Named Fabricator of the Year for 2018, BTD Manufacturing has been growing steadily since it started out as Bismarck Tool and Die back in 1979. Over the years, it has acquired several companies and expanded its repertoire of custom services. One of those companies was Impulse Manufacturing in Dawsonville, Ga., which joined the BTD team in 2015.
When BTD purchased Impulse Manufacturing, it acquired a full-service metal fabricator with a history that included early adoption of new technologies. BTD also was long committed to establishing efficient, effective practices to serve its clients, which include names like Caterpillar and Polaris.
About five years ago, Impulse added a new paint line. They soon realized it had a problem: After leaving the oven, the parts did not have enough time to cool as they traveled down the conveyor. They were still too hot to handle when they reached the end. Workers often had to stop the production process and wait for the parts to reach a manageable temperature. This created a significant bottleneck and constrained capacity and productivity. Compounding the problem was the fact that sending hot parts into the paint booth created wasteful paint buildup, increasing the company’s raw-material costs.
To restore the line to peak capacity and efficiency, the company needed a way to cool parts on the line without costly facility improvements. After considering some solutions that failed to yield the desired results, the facility’s general manager consulted an industrial fan manufacturer. The team there considered the problem and came up with a different recommendation for cooling the parts based on a scientific understanding of the cooling process.
Back to Basics: Heat Transfer 101
In a long-ago physics class, you likely learned that “cold” does not exist. Instead, what we perceive as cold is merely the absence of heat, which is an effect of molecular kinetic energy.
Heat always takes the path of least resistance from high energy to low energy. It transfers between different materials — whether solid, liquid or gas — at different rates until an equilibrium is achieved, and the materials are the same temperature. To use a real-world example, a mug of hot cocoa on a countertop will keep cooling down until it becomes room-temperature cocoa. This heat transfer of energy from high temperature to low temperature is what drives the cooling process.
“Heat” is an objective measure of molecular energy, but “hot” is a relative term. To humans, a space with an air temperature of 100°F (38°C) and no breeze feels unbearably hot. But to a metal part coming out of an oven at 350°F (177°C), 100°F is relatively freezing. If the 350°F part were left sitting in a 100°F room, it would slowly cool as its heat transferred from its surface to the cooler surrounding air. This process is known as natural convection.
Using overhead or directional fans to speed up the process can be an effective, energy-efficient way to get products to an appropriate temperature for downstream processes quickly.
The rate and extent to which an object’s temperature can drop via convection depend on several factors. One of the most influential is the temperature of the surrounding air. The greater the temperature difference — known in the heat transfer world as delta T, or ΔT — between an object and its immediate surroundings, the faster the rate of heat transfer. That is why if we want our mug of cocoa (or can of beer) to cool faster, we stick it in the freezer.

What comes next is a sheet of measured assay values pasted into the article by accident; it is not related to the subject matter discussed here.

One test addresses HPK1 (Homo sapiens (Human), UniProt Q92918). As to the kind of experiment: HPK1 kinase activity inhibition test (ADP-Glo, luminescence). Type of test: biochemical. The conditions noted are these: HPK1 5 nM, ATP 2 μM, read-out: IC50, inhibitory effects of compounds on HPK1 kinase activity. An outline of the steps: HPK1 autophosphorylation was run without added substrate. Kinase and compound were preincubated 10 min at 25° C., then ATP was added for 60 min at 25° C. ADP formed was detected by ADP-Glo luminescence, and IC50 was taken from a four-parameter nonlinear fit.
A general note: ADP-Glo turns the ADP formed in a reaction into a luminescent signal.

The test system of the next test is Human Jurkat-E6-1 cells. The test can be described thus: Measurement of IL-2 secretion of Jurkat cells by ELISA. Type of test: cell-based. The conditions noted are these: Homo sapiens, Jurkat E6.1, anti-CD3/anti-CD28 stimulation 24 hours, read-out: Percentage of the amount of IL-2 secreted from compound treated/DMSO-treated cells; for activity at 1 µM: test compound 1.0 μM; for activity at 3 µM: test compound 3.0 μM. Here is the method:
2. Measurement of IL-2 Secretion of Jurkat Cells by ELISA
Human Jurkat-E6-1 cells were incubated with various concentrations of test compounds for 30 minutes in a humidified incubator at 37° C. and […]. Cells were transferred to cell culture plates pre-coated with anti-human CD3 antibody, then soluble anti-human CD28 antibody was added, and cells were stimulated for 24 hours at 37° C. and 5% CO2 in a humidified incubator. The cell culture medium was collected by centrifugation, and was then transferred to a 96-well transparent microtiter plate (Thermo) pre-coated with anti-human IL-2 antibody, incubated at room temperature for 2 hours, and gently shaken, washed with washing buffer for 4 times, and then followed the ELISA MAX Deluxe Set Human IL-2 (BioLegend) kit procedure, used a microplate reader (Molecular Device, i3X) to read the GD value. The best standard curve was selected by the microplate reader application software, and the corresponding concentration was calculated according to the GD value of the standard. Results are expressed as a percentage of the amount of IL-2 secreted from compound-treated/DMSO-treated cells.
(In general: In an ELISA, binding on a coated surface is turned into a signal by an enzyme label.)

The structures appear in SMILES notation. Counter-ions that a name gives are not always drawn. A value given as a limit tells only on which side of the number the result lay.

Lowering the temperature of the surrounding air might bring to mind adding an expensive climate control system. But, there is another way.
Back to Basics: Airflow 101
We all know that airflow can help cool objects and people. That is why we blow on that steaming mug of cocoa before taking a sip. Most of the time, however, we do not give much thought to how it all works.
As an object cools, its heat dissipates and warms the air around it. With every cooling object, whether it is a cup of coffee, a metabolizing human body or a freshly baked tractor part, this dissipated heat forms a layer of warmer air around the object. This insulating boundary layer leads to a reduced temperature difference between the object and its immediately surrounding air. This boundary layer makes natural convection less effective and slows the cooling process.
A durable paint finish is required for heavy equipment such as tractors, bulldozers and excavators.
Airflow helps accelerate cooling by blowing away this boundary layer and bringing the object back into contact with the cooler, ambient air, in a process known as forced convection. (This same forced convection is responsible for the “wind-chill factor,” which is your body-heated layer of air that is being blown away, resulting in perceived colder conditions.) The faster the air speed, the less time the boundary layer has to build up. Heat is continuously flowing out of the object and thus must be continuously blown away from the boundary layer.
A fan company’s applications engineers should be able to calculate the required average air speed (typically expressed in feet per minute or meters per second) to adequately cool an object. The calculation can be customized for any facility based on the following conditions:
- Size and surface area of the object being cooled.
- Object material composition (steel, cast iron, etc.).
- Typical ambient temperature.
- Desired final temperature.
- Desired total cooling time.